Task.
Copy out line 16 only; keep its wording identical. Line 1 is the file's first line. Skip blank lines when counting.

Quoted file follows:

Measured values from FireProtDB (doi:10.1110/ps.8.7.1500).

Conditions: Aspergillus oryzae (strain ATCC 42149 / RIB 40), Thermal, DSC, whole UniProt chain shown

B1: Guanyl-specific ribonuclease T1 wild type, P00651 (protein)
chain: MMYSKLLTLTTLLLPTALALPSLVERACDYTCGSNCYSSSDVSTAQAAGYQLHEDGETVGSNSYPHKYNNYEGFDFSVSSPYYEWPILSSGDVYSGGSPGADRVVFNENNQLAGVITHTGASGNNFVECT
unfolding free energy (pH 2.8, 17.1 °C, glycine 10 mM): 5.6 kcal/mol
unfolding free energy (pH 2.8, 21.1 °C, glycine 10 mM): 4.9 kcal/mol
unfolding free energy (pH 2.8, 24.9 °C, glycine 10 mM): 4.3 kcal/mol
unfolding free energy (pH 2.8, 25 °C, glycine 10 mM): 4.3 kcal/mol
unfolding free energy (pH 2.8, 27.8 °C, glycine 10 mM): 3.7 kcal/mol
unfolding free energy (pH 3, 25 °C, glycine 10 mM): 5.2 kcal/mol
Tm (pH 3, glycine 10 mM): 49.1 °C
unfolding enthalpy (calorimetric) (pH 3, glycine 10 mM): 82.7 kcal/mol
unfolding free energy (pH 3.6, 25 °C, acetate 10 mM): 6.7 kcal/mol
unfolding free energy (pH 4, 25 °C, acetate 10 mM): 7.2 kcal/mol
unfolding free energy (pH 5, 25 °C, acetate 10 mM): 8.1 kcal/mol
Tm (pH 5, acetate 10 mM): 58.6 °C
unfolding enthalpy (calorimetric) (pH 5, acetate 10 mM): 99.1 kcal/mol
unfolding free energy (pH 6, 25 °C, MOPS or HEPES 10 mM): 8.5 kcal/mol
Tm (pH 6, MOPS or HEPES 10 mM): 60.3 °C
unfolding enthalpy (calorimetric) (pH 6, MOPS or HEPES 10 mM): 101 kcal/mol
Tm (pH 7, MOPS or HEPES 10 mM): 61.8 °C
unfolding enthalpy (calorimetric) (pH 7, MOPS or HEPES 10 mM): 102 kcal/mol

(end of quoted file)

Tm (pH 5, acetate 10 mM): 58.6 °C